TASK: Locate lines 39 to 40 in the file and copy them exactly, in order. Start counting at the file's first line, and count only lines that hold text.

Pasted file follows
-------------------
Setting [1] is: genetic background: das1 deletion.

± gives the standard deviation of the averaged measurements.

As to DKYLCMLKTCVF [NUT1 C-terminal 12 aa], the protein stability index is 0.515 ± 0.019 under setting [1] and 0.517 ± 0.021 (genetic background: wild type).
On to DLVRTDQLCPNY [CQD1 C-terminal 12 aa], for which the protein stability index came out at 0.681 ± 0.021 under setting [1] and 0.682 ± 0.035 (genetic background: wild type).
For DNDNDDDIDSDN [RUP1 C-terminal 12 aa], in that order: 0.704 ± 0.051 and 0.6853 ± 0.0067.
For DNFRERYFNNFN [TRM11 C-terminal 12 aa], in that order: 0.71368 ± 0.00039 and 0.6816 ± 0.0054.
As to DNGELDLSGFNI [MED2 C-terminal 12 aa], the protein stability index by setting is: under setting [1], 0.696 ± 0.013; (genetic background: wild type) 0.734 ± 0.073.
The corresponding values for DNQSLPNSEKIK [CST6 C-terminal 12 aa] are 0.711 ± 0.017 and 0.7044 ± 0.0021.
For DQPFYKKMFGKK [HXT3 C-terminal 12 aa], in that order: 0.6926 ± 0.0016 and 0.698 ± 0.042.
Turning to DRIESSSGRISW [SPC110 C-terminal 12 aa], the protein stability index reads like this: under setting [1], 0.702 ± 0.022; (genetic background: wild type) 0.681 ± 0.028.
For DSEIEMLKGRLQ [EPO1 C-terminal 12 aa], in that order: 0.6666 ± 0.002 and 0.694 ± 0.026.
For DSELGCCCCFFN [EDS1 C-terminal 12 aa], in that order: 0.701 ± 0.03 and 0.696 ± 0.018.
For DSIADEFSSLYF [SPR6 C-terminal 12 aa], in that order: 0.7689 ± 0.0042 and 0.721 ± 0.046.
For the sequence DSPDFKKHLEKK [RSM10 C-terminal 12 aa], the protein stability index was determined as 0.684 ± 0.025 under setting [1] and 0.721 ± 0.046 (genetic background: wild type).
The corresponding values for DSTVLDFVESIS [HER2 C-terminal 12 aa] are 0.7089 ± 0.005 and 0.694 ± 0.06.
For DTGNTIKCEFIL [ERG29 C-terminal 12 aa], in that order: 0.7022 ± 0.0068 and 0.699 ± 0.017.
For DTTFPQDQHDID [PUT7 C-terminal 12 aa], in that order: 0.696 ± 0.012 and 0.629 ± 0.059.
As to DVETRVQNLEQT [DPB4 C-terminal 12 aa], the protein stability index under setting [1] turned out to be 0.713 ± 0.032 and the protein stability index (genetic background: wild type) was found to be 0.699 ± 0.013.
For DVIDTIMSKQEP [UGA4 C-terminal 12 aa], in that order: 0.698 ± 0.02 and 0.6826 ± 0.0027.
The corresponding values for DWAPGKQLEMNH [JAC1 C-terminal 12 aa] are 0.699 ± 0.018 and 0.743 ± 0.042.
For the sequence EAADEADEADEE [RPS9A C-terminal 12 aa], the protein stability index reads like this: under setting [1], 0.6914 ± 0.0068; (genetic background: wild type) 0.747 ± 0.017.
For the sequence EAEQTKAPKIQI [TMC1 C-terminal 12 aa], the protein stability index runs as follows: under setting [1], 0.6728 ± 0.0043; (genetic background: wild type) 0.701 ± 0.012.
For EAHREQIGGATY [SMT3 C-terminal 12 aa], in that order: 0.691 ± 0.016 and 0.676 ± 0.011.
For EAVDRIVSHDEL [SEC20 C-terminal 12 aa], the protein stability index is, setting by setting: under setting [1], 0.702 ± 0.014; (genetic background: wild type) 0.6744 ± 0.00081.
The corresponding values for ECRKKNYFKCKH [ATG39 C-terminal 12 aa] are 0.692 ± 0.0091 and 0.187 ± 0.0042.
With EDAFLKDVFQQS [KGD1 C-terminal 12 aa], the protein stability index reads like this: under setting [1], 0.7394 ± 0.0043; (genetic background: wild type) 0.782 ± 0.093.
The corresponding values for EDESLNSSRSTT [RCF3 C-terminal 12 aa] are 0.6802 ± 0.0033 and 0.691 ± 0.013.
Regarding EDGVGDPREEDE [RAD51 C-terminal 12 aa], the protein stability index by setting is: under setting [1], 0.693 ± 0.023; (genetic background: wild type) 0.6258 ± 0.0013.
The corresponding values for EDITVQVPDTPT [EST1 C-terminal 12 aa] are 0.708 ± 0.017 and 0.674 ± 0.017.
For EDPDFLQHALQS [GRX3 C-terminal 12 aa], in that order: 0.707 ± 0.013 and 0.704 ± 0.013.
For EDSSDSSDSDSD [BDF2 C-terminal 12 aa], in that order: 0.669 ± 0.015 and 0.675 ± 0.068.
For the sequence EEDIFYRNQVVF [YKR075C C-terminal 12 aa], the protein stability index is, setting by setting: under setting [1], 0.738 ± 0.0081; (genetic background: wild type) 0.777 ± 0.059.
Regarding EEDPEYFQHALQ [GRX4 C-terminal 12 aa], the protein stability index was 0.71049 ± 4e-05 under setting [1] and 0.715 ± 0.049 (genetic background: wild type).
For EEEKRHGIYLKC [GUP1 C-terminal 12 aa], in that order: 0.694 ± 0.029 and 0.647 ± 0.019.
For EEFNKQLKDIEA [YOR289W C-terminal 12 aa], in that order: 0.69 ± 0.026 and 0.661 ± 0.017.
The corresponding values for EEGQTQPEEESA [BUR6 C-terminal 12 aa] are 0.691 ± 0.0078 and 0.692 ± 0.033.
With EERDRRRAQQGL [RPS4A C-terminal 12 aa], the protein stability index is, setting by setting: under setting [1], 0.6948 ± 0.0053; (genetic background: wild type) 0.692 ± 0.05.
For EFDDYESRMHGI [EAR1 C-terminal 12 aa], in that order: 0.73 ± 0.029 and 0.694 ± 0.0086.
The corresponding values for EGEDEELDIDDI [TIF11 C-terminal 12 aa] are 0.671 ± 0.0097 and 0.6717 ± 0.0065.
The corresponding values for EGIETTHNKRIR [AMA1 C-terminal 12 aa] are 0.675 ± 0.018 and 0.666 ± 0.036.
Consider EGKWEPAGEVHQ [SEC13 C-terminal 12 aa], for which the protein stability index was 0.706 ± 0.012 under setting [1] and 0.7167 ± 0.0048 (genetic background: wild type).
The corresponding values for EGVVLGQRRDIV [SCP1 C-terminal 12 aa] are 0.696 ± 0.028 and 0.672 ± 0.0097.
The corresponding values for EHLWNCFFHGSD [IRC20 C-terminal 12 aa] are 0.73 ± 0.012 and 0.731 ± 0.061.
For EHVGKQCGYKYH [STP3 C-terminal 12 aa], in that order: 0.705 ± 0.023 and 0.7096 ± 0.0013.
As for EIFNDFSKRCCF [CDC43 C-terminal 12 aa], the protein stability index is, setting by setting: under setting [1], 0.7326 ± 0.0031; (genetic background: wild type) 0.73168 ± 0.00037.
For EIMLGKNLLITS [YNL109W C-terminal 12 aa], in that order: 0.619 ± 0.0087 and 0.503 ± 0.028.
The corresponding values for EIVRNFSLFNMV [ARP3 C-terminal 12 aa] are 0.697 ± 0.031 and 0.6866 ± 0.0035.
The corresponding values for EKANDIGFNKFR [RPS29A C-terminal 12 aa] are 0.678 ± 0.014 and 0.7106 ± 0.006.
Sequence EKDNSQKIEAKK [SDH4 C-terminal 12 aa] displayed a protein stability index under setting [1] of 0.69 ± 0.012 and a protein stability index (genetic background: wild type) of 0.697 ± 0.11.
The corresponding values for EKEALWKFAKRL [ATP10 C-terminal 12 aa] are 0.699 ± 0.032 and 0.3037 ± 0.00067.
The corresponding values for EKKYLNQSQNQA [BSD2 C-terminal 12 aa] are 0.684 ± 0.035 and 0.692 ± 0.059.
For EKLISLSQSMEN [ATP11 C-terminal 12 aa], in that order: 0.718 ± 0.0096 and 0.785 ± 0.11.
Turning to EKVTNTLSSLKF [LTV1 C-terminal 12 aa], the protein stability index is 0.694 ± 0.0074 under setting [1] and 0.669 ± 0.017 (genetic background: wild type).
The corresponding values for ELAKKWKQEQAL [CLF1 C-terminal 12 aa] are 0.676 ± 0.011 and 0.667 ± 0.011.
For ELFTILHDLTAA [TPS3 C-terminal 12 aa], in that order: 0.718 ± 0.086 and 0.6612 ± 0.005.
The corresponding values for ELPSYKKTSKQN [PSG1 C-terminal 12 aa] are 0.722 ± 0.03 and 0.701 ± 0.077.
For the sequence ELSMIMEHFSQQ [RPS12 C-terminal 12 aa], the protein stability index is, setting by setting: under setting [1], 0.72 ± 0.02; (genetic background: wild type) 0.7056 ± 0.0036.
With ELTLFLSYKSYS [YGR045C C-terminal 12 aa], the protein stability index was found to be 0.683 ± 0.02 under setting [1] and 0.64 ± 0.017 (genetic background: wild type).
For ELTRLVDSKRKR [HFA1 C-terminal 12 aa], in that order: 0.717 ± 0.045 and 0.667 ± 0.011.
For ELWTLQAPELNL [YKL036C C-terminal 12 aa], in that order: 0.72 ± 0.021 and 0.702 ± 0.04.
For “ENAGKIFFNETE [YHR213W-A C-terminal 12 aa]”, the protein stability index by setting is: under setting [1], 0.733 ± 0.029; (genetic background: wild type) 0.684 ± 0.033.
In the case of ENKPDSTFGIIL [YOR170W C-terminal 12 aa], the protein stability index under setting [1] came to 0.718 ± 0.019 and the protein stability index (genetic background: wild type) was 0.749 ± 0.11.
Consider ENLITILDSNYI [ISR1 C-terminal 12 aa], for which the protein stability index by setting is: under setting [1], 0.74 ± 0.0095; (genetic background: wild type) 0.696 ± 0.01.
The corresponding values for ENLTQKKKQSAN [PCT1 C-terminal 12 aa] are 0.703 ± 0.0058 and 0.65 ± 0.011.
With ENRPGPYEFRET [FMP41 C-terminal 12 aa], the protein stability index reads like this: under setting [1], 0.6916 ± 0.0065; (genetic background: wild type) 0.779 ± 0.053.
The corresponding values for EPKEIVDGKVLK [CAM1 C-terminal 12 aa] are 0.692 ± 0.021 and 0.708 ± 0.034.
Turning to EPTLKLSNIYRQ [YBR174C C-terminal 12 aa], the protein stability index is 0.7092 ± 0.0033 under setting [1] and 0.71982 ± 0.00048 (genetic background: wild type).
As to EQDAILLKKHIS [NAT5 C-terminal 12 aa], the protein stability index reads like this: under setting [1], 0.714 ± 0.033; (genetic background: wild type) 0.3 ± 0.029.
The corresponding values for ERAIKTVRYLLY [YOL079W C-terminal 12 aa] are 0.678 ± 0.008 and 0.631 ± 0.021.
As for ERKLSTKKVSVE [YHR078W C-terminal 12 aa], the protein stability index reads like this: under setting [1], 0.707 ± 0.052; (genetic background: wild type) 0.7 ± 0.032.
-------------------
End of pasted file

The corresponding values for EGEDEELDIDDI [TIF11 C-terminal 12 aa] are 0.671 ± 0.0097 and 0.6717 ± 0.0065.
The corresponding values for EGIETTHNKRIR [AMA1 C-terminal 12 aa] are 0.675 ± 0.018 and 0.666 ± 0.036.